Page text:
“Archiving the Gesture” Performance Lecture Honors the Creative Workings of Trisha Brown

Two former Trisha Brown dance company members discussed their experiences during a visit to Duke

Two former members of the Trisha Brown Dance Company spoke at Duke about Brown and the processes that go into creating and performing a dance. Photo by Luke Hicks.
Two former members of the Trisha Brown Dance Company spoke at Duke about Brown and the processes that go into creating and performing a dance. Photo by Luke Hicks.

Two former members of the renowned Trisha Brown Dance Company performed and discussed the troupe’s contributions during a recent symposium at the Nasher Museum of Art.

Cori Olinghouse and Shelley Senter were part of a daylong celebration Oct. 29 of the work of experimental artist and choreographer Trisha Brown.

Olinghouse danced with the company from 2002-2006. She is currently researching ways in which to archive performance art and the creative process behind it.

“Trisha has a wonderful maverick, sensual, weighted, gravitational way of working with her body and working with the movement of her thought through her body,” Olinghouse said “When I’m doing Trisha’s archive I’m concerned with her legacy and body of work, but also with the collective social memory of people who have contributed to its making. We are trying to create an animation of her thinking.”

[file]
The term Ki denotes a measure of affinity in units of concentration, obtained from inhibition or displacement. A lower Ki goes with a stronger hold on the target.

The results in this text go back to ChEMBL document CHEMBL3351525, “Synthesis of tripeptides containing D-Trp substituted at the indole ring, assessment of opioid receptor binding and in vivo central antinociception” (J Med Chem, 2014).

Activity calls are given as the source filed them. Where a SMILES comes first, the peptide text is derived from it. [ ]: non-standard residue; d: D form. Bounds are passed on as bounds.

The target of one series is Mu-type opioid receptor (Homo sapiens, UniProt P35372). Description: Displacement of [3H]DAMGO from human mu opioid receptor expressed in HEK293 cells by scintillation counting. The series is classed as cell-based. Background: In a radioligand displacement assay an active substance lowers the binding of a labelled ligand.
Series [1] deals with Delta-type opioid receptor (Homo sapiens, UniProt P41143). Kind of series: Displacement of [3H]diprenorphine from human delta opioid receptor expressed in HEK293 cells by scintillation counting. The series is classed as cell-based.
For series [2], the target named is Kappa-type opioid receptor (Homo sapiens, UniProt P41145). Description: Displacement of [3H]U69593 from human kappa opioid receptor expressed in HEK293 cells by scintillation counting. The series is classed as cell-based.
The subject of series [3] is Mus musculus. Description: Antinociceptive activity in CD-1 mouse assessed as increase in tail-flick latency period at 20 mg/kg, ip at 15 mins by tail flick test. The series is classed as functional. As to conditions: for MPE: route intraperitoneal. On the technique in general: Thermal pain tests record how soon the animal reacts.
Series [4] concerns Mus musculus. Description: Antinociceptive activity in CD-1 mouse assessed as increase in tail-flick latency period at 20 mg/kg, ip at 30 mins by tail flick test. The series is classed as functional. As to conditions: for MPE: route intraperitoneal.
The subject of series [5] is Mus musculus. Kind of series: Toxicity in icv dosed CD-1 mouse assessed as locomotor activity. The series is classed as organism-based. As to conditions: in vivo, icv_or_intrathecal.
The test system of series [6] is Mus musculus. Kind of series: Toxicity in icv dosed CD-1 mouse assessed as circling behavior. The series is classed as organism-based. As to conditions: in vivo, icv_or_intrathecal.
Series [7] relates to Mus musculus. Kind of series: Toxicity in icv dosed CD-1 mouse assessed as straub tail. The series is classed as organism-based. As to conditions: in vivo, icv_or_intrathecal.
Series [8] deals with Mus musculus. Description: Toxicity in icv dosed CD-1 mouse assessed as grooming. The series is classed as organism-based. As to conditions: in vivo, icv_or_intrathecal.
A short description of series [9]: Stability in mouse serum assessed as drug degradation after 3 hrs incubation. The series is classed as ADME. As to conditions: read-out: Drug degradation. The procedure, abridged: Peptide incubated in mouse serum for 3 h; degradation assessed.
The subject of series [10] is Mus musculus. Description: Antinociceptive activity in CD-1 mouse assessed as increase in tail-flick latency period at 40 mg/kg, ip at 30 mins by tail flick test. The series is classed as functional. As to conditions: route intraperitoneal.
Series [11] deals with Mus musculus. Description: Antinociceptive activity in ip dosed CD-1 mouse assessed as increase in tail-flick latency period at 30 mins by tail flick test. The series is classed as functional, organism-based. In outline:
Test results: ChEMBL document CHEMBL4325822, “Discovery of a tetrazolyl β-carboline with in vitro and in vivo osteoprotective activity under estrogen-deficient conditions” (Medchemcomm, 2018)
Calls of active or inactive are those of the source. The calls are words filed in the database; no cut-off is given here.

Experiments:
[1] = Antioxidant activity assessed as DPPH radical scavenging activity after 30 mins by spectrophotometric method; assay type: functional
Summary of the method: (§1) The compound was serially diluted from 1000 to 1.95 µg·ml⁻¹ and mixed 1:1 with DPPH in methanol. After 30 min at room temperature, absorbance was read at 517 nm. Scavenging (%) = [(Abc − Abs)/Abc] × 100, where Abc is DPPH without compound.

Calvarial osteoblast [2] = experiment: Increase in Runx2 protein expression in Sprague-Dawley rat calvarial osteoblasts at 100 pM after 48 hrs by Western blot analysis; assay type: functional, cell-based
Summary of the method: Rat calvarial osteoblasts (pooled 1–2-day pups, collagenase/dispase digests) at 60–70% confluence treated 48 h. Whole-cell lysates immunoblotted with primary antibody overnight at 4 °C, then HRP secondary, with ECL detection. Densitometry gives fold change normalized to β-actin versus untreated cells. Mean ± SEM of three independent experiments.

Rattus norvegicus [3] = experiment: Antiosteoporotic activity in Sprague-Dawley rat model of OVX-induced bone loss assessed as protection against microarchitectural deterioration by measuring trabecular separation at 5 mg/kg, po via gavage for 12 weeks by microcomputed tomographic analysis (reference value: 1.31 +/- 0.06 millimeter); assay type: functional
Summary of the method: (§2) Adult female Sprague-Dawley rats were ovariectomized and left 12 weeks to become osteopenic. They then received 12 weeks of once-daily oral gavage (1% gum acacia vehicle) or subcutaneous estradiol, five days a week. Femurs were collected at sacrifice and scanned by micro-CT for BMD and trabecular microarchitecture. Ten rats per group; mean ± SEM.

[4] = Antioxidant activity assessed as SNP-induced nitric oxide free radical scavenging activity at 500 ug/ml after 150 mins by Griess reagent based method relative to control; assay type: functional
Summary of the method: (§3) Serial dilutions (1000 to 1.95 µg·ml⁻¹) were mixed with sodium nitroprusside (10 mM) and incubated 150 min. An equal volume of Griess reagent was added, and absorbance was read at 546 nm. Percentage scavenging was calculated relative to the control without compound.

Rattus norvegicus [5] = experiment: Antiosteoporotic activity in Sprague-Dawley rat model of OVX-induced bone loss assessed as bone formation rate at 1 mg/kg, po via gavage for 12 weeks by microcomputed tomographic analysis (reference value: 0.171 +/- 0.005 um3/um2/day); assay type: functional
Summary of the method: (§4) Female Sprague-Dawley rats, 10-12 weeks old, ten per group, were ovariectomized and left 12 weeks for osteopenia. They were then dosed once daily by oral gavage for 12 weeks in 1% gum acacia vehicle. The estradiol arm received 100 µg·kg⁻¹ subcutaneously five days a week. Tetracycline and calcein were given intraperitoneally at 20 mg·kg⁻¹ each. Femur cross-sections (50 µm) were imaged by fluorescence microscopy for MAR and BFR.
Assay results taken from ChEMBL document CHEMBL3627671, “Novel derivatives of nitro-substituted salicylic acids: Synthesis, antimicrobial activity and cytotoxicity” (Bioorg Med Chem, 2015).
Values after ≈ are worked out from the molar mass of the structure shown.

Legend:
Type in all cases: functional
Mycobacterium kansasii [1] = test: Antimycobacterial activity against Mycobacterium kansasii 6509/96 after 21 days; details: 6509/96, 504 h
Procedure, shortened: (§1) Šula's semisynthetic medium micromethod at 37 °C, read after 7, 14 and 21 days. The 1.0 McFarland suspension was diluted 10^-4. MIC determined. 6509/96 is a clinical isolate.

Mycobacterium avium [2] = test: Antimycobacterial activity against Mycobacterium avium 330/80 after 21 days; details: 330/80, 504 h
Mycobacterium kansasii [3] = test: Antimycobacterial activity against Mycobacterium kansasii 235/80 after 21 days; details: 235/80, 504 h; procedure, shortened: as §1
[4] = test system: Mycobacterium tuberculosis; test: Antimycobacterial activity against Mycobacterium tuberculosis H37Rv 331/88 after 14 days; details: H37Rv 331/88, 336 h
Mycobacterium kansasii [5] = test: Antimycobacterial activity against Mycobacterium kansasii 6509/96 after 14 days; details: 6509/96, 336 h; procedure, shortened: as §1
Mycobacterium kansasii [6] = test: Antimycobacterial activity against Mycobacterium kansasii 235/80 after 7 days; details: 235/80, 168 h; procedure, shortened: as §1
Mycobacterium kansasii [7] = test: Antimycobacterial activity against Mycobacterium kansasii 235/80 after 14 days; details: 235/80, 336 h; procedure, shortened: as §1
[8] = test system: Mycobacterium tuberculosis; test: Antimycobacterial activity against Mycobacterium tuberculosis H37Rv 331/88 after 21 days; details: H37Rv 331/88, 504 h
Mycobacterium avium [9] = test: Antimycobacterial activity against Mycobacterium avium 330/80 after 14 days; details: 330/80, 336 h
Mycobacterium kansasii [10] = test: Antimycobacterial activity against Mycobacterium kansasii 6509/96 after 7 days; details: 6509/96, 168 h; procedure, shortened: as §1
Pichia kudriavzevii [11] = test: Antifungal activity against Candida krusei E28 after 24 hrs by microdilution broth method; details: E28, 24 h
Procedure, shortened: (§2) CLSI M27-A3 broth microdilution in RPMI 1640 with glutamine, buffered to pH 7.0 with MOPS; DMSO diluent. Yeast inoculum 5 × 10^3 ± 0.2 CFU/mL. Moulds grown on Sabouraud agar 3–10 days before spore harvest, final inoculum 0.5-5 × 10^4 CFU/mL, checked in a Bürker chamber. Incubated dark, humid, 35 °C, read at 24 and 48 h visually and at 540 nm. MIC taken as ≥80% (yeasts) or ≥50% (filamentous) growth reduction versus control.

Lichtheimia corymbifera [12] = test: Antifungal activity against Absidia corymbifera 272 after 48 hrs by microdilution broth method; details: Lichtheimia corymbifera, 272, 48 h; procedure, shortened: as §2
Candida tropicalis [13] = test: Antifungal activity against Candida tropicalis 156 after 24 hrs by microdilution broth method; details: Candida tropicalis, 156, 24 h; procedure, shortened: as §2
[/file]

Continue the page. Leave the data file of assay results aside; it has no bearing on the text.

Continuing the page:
Olinghouse and her peers are collecting film, video, drawings, handwritten material, oral history, and poetry.

Senter, a dance company member from 1986-1991, spoke Saturday about the strange connectedness between body and mind and the struggle to get a grasp on how memory, thought, spatial awareness, and other factors play into dance performance.

Asked about learning a specific routine, Senter narrowed the focus onto a single elbow move.

“I had to re-define my anatomy. I had to re-define what an arm was, what a neck was, what an elbow was. How do I free an elbow? What is freedom? What’s a ‘swing?’ What is weight? It took forever to get that one little gesture.”